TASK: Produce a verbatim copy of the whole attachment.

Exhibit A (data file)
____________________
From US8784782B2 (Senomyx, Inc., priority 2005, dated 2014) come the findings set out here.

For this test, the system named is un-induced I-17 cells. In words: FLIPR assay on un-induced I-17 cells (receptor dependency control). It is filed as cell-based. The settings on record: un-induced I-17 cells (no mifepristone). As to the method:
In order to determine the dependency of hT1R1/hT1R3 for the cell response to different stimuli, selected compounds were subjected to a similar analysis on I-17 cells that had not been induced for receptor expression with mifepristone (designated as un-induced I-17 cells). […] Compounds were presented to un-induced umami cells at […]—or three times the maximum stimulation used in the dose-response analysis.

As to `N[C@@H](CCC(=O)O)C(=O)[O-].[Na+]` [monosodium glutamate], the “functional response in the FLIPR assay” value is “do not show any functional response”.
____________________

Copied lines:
From US8784782B2 (Senomyx, Inc., priority 2005, dated 2014) come the findings set out here.

For this test, the system named is un-induced I-17 cells. In words: FLIPR assay on un-induced I-17 cells (receptor dependency control). It is filed as cell-based. The settings on record: un-induced I-17 cells (no mifepristone). As to the method:
In order to determine the dependency of hT1R1/hT1R3 for the cell response to different stimuli, selected compounds were subjected to a similar analysis on I-17 cells that had not been induced for receptor expression with mifepristone (designated as un-induced I-17 cells). […] Compounds were presented to un-induced umami cells at […]—or three times the maximum stimulation used in the dose-response analysis.

As to `N[C@@H](CCC(=O)O)C(=O)[O-].[Na+]` [monosodium glutamate], the “functional response in the FLIPR assay” value is “do not show any functional response”.